One Kindness at a Time

Webster Theater, Webster City, IowaMore shootings. More hate. More anger and destruction and fear. It’s overwhelming. Even walking out the door feels dangerous. The violence is happening anywhere, everywhere. No place is safe, not school, not movie theaters, not nightclubs, not airplanes, not the street. It’s escalating and it’s terrifying, and for those of us, the incredible vast almost-everyone majority of us, who do not perpetrate that violence it’s easy to feel helpless. “What can I do? I’m just one person?”

Maybe I, you, can do something, and our “we” will fix the world.

I’m in Webster City for a FAM, or Familiarization Trip, with a few other writers to learn about this town in North Central Iowa. One of the attractions with which we’re now more familiar is the Webster Theater. The theater was built in 1909 and changed owners a few times before closing due to bankruptcy in 2013. This piece of history in Webster City’s downtown was almost lost. But then something amazing happened. People began calling the Chamber of Commerce. “We have to do something. We have to save our theater.” Daily, they called. A 501c3 was formed and people began donating. Nothing huge – $1 here, $5 there. Even the biggest contributions were fairly small. There were no giant bequests, just some $5,000 to $10,000 donations. In the end they raised $250,000 and the theater was saved.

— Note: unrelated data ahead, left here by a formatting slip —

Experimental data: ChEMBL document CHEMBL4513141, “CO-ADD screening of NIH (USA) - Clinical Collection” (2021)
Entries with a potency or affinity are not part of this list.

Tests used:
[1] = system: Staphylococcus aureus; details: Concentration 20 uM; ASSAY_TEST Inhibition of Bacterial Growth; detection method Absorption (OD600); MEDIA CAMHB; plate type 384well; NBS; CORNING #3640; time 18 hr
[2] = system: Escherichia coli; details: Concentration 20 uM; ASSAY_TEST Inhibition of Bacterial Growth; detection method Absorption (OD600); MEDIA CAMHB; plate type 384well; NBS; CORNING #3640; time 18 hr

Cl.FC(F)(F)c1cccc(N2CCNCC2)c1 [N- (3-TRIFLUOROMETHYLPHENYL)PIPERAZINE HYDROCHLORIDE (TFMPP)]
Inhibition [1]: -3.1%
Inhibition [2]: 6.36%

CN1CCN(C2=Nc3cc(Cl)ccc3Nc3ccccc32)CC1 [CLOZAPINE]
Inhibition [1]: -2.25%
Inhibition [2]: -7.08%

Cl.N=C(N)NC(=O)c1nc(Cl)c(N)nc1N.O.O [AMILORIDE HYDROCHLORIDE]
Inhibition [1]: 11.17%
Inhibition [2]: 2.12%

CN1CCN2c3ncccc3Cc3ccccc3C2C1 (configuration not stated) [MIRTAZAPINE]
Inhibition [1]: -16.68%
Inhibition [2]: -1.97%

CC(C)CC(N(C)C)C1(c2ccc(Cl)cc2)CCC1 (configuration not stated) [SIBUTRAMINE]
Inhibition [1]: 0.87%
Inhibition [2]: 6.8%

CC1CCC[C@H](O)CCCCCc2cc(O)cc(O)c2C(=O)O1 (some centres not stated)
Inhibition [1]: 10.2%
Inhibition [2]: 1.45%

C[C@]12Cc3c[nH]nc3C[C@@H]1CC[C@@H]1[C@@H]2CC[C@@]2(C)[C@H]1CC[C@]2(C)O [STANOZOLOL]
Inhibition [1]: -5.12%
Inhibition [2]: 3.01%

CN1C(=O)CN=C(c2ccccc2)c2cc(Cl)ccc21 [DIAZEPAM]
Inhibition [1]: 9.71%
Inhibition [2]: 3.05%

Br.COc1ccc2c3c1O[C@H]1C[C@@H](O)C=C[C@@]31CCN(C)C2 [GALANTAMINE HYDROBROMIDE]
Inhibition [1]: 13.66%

The theater was saved. By individuals who gave what they could to help save a piece of their community.

I believe we can do that with kindness. Each and every one of us. Hold doors open. Put that can of tomatoes that’s rolling in the aisle of the grocery store back on the shelf so the next person doesn’t trip on it. When the guy in the lane next to you puts on his turn signal and it’s bumper-to-bumper traffic, let him in. Let the person with three items go in front of you. When you call tech support and you’ve been on hold for twenty minutes and someone who speaks a different language finally answers the phone but you can’t understand them, be polite. Remember that she’s just doing a job, that he has feelings, too. When you see a veteran or a firefighter or a police officer, say thank you. When you get your receipt from the cashier, say thank you. When you ask for a refill on your iced tea, say please.

Be patient. Be kind. See the good. BE the good. It’s not fast and it’s not fancy, but by showing kindness we’re not showing anger, and kindness puts much more back into the world than anger takes out.

We can save our “theater.” We can save our world. One person, one kindness at a time, until I and you become WE.

Leave a Comment